Home guest articles Value of a Mental Health Break: Health, Wealth & Happiness

Value of a Mental Health Break: Health, Wealth & Happiness

written by Guest Blogger June 15, 2010

Editor’s Note: if you’re like me, you like to push well beyond your physical, mental and emotional limits to get things done. In today’s guest post, Thomas Warren writes about the benefits of taking a break.

The modern world is fast-paced. With unlimited information bombarding us at the speed of light and commuter traffic so sluggish that the guy strolling down the sidewalk has already passed you twice, it can be hard to escape to some shady little corner and take a minute out of the day just for yourself.

Even if you don’t live, work and sit in major metropolitan gridlock, your day is probably filled with activities, events and a million distractions that raise your stress level and negatively impact your health.

Why don’t you take a break?

Think about what happens when you get sick. If you’re smart, you stay home. You give your ailing body a chance to recover. Why? Because if you don’t, it will only get worse.

Your mind needs the same consideration. However, most people don’t take the mental break they need. Why is this?

The truth is, although the study of mental health has been around for quite awhile, nobody entirely understands the magnitude of the workings of the human mind. It is an inexact science. If you have a cold or a broken leg, there are steps you can take to rectify the situation.

But if your problem is one of mental health…

There is a stigma attached to people who admit to mental health problems, whether it’s something as severe as schizophrenia or milder symptoms like fatigue. So you pretend that you slept in a funny position, or had some bad sushi, or the coffee isn’t strong enough, and push on instead of stopping to examine the real source of the problem.

If you find that you’re often exhausted, have trouble sleeping because of thoughts swirling in your head, suffer from frequent headaches or muscle aches, have anxiety or depression, often feel flustered or overwhelmed, or you are experiencing any number of other symptoms related to stress, then it’s time to take a mental break.

Taking a Mental Break

Start by taking a day off, and I mean really taking a day off (a week is even better). Ship the kids to Grandma’s house, send your spouse to stay with a friend, and unplug.  Turn off the TV, your telephone and anything else that can cause a distraction, and just spend some time with yourself.

When was the last time you did this? You probably haven’t had a minute to be bored since you were ten. Enjoy it!

Are you a chronic calorie counter? Eat something on the bad list and don’t even dare feel guilty about it.

Go to the park. Take a bath. Read a favorite book. Do some yoga. In short, spoil yourself. But for god’s sake, do not spend a minute thinking about your work, your family, your “obligations” or anything other than making yourself feel good.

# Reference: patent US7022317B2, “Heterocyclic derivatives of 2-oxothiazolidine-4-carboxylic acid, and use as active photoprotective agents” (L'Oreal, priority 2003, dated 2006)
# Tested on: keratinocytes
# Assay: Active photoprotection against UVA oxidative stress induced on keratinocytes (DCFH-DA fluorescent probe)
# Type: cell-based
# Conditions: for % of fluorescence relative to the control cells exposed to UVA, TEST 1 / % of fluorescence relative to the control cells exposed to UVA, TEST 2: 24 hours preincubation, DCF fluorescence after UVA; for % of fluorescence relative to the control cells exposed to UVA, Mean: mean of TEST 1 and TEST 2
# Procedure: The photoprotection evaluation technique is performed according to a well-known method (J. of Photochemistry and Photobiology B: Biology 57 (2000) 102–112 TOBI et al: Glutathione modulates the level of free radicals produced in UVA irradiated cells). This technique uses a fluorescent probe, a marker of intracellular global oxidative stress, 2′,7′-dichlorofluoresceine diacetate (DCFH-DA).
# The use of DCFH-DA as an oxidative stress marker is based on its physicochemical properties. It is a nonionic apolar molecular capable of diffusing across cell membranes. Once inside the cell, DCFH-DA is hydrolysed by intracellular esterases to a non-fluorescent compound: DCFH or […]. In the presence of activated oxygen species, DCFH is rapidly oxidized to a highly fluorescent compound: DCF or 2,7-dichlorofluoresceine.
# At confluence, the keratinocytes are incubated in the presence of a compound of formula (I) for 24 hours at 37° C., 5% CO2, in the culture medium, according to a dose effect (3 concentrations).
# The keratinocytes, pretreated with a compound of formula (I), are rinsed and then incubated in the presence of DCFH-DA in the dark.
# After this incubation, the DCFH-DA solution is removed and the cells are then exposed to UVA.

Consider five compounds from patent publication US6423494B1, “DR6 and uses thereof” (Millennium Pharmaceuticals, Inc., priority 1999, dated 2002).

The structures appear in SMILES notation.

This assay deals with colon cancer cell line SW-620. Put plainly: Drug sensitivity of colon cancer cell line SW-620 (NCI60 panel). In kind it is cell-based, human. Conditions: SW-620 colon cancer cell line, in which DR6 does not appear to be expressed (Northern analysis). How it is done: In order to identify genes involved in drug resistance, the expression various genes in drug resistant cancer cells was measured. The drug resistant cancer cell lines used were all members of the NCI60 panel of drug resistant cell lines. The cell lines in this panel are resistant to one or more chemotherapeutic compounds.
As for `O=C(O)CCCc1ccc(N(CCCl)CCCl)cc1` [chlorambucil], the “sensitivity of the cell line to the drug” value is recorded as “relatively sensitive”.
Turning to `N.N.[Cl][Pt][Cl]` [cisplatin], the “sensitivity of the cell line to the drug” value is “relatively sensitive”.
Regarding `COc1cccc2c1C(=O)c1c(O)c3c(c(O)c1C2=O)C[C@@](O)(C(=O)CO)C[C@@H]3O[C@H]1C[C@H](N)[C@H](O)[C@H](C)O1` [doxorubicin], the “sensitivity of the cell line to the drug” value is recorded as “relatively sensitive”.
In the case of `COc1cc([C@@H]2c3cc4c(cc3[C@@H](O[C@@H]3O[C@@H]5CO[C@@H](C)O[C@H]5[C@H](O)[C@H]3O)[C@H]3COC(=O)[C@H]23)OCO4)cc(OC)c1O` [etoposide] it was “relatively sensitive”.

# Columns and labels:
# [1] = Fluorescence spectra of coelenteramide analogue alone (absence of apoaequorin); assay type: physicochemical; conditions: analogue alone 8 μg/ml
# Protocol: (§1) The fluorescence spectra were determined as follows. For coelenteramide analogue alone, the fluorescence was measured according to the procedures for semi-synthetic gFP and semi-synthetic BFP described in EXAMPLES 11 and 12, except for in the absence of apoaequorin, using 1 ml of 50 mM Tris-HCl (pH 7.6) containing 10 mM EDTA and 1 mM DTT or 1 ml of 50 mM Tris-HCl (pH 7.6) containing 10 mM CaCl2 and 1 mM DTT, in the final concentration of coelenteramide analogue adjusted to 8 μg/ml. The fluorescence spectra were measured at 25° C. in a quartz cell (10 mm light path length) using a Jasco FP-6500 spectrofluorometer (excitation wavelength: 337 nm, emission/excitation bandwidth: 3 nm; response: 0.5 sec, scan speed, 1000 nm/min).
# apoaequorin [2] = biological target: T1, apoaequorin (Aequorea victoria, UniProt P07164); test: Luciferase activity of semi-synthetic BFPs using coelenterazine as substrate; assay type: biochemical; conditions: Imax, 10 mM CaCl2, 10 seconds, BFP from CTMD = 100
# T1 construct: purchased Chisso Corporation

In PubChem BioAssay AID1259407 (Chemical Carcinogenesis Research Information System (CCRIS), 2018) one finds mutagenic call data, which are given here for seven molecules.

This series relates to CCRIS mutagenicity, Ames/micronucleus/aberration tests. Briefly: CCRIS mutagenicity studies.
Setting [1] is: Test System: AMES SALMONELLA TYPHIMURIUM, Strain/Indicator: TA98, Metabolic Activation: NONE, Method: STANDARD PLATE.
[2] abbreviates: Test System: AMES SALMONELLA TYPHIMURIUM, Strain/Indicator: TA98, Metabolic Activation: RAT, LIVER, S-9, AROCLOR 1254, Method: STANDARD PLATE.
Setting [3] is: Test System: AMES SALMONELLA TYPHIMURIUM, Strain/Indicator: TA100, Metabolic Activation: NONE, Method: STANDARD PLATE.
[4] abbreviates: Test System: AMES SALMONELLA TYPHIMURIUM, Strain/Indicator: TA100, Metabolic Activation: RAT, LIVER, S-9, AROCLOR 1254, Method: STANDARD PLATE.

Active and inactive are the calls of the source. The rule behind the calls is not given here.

After Your 1st Mental Break

Okay, now what? Start scheduling in regular breaks of this nature. Whether it’s a two-hour lunch once a week, a spa day every month or a yearly trip to in Cabo, make sure you are doing something good for yourself.

You cram so much living into every single day of your life that it goes by in a blur and before you know it, you’re wondering how forty crept up on you when you swear you just turned thirty. But what are you working so hard for if not so that you can enjoy your life?

Benefits of Regular Mental Breaks

Catering to your mental health is necessary for your overall health and well-being. In addition to making you feel calmer, more rested and less scattered, a mental break can also help you deal with physical ailments like high blood pressure, headaches, and insomnia.

It can also save your job. Employees who are happy and focused produce more and higher quality work. A break will get you back on track and allow you to put in less effort for more output.

Plus, you want to be happy, right? A stressful lifestyle is hard to enjoy and moments of happiness can be few and far between. Taking time for yourself can lead to long-term contentment and deeper satisfaction in your daily life.

So don’t put it off. Your schedule is filled with commitments of your own making. Don’t be afraid to put other people aside once in awhile to focus on the most important person in your life…you.

About the Author

Thomas Warren is a content writer for GoCollege, one of the oldest and most trusted resources to guide students on how to finance and succeed in college.

Did Thomas convince you that it’s time to make time for a mental health day? It’ll be a challenge but can you resist the urge to make everything else a priority but yourself?

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1 comment

microphonesstyle July 1, 2010 at 2:39 am

Busy life makes the physical and mental stress increase. Take a good rest when necessary.

Reply

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